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3

That appears to be a garbage disposal chrome trim ring. Get another one and replace this one. It's permanently damaged and corroding. Most of these are chrome-plated brass. Once the chrome flakes off there is nothing to stop the brass from damage. I'm not seeing any stainless steel in your photo.


5

Unfortunately that looks like they used an acid that stripped the chrome finish off. No good way to get that back on.


1

You're oversimplifying. Compression strength isn't the only critical factor. It also has to have the required stiffness. Otherwise, someone bumps a hip into it and the thing buckles. And it has to have a load test rating for safety and legal liability. Your insurance company will chuckle if you squash someone and then file a claim. Use a rated beam column. ...


1

Another option is powder coating. This is a process in which an even coating of powder is electrostatically applied to a metal part, then baked in an oven to cure it. It's usually a hard wearing coating, and comes in a variety of finishes. There are translucent powder coatings available, including in smoke grey gloss, that would give you the darkening ...


4

(Note: original question asked about using wood stain on stainless steel.)I doubt a wood stain would adhere to metal of any sort whatsoever, unless the metal was very rough and the stain settled into some of the depressions leaving some behind when the solvent evaporated. Even if it did, the color would be very succeptable to being scratched off because it ...


0

If these strips are removable, you could consider using a hydro-dip process to create almost any surface coloration, as well as a substantial number of patterns. "Hydro dipping" is the process of applying a specially-prepared film to a surface. Above image taken from linked site. This is on the linked page as "metal" film for which there ...


0

The base plate appears to be grouted in, this is fine this will keep out water and oxygen from underneath, Don't worry about this. Your aim is keep it sealed. It shouldn't corrode. The welds themselves are fine, corrosion appears mild and surface only. The bulges on the steel are from impact damage, as most have pointed out If you want to improve this, find ...


1

Totally cosmetic, has not, will not weaken because of future rust. The only corrosion in the home is caused by water when mopping the floor and splashing the bare steel. The uniform grey color of the steel beam indicates it has a zinc rich primer. Mill scale would be nearly black and not as uniform in color. When the weld was made it burned off the zinc ...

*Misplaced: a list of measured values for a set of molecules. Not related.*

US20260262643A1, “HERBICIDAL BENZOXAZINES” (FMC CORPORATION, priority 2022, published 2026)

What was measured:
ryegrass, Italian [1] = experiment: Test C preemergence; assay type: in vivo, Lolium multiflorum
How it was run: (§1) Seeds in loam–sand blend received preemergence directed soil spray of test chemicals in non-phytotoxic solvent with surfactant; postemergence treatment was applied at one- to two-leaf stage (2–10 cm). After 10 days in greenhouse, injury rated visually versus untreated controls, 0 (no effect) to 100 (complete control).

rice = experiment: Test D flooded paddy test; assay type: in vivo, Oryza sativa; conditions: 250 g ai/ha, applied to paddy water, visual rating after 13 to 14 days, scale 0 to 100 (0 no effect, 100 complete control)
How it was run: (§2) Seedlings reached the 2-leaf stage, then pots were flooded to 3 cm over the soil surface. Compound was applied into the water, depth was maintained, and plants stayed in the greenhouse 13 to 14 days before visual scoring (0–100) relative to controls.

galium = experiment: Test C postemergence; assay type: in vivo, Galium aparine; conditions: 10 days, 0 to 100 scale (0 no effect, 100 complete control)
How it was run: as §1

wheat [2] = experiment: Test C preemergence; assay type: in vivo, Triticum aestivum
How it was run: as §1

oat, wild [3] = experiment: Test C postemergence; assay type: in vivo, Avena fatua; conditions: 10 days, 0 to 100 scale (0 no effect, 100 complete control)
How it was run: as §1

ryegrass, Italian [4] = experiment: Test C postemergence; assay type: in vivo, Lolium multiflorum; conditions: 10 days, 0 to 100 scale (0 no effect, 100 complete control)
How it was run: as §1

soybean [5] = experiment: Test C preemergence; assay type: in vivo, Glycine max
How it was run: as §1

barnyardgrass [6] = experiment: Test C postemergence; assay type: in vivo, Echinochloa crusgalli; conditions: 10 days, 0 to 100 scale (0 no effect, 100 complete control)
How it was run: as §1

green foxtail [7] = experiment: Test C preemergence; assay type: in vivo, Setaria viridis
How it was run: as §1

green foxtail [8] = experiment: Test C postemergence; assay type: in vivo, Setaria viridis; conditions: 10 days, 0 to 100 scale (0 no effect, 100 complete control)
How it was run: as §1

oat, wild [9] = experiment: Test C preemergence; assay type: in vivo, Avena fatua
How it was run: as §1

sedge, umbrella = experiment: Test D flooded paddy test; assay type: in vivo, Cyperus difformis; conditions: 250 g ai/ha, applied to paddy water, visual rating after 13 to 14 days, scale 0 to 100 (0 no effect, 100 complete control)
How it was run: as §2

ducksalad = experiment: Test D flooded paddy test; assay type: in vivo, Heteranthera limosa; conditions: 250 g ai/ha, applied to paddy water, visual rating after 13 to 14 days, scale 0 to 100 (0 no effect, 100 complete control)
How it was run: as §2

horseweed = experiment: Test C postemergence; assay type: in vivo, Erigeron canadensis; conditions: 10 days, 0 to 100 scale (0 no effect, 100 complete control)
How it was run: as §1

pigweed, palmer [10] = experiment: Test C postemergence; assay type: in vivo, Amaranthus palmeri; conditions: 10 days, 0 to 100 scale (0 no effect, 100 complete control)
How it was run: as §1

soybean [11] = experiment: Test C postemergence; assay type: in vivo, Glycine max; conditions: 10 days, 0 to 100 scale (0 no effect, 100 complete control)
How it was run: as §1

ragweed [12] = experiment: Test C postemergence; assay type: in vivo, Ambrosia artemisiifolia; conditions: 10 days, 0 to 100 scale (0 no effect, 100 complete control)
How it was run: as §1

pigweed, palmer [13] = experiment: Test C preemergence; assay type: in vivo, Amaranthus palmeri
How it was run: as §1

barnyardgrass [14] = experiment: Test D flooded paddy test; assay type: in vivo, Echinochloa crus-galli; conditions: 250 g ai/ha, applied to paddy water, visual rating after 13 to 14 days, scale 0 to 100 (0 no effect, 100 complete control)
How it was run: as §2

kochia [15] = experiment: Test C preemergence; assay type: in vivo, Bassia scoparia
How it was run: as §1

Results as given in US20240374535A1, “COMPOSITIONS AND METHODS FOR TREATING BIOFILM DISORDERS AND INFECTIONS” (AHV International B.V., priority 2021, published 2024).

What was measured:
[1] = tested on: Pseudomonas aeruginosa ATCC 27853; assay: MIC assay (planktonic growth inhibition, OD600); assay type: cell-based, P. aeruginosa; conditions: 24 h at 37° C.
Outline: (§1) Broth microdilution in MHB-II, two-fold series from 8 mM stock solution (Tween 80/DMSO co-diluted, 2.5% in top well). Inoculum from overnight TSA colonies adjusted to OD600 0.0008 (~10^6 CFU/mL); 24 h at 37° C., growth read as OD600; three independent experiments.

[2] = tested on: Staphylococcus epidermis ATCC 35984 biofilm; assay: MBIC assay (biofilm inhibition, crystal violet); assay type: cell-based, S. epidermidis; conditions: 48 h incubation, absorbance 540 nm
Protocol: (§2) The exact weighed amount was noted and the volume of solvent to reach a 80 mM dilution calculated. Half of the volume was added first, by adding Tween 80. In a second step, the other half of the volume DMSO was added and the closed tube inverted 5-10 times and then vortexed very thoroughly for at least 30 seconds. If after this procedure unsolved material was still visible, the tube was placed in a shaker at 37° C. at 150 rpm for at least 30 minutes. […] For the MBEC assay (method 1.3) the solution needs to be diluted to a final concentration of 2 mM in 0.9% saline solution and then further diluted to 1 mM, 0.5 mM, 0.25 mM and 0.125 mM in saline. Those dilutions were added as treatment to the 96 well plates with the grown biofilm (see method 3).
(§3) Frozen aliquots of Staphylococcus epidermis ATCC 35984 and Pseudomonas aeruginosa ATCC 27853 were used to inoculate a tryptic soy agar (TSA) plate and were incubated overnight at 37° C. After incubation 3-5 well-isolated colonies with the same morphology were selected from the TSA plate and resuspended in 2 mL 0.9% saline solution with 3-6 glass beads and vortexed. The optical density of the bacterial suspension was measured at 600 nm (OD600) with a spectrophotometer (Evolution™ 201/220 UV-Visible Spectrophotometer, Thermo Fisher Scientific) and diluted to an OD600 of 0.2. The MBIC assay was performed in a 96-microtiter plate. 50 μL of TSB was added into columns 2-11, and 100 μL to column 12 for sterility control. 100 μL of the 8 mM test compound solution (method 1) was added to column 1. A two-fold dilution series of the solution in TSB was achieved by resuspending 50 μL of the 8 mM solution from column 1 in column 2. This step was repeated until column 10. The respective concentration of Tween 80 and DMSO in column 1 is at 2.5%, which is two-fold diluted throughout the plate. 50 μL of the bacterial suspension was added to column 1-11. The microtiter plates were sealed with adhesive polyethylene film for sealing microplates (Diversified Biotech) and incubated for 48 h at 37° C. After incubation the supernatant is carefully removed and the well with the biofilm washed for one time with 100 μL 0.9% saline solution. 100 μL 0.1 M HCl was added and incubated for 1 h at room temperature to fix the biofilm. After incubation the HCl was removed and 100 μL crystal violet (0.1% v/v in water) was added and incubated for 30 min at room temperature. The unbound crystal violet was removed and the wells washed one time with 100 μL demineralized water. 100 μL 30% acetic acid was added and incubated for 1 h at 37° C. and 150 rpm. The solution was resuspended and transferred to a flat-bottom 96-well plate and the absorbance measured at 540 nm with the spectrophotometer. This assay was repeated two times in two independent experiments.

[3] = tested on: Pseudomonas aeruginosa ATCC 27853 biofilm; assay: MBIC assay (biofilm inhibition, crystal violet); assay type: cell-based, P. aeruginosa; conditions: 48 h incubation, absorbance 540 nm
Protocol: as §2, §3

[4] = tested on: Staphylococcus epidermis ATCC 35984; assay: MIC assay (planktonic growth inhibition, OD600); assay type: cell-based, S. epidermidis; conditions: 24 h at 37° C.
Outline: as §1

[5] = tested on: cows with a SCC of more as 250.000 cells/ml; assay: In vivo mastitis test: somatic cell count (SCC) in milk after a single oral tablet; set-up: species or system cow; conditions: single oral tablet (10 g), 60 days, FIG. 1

3

I'm too am a welder. User142029 is absolutely correct.Those joints are fine. It's rusting faster because it's not the same metal as the base material. The structural integrity is fine. I would clean it as best as i could with a wire wheel / cup and cold galvy spray it. Not much you can do about the underside without removal.


2

They should have re painted the beam or any parts where they removed galvanized painting along with the welds on the beam. All steel beams come galvanized painted to prevent rust from forming... To solve this problem I would recommend doing a good cleaning to remove all the rust and oxidation to the best of your ability, then go to your local home ...


0

The rust that is on the photo looks mild and repairable. The worse problem is the possibility of rust forming on the underside of the base plate. You can't repair the underside without removing the beam. You don't even know how much rust is in there (and how much metal is left). On the other hand, you may want to find the source of the moisture that enables ...


2

There is significant corrosion present in the welds and the beam itself. Without further examination, it is impossible to determine the extent of the damage to the metals and the structural engineering impact. A competent (and licensed) engineer intimate with the properties of metal will need to evaluate this. Commercial engineering x-ray machines are ...


2

It is interesting to see that your weld joints have become rusty and seem deteriorated. Also, it is notable that both flanges have deformed (bulging) locally, the deformation could be caused by the rust pack (layers of rust steel), or worse, caused by over-stress. I think it needs more than just cleaning and repainting, which would not stop the process of ...


5

This looks like surface rust so you'll want to remove it. There are many rust removal products like Naval Jelly,etc. but I've found White vinegar to be just as good. Saturate the area with the vinegar and let it sit for 30 minutes and wipe off. A second or third coat may be necessary. Afterwards, prime the area and paint with a quality paint for steel. The ...


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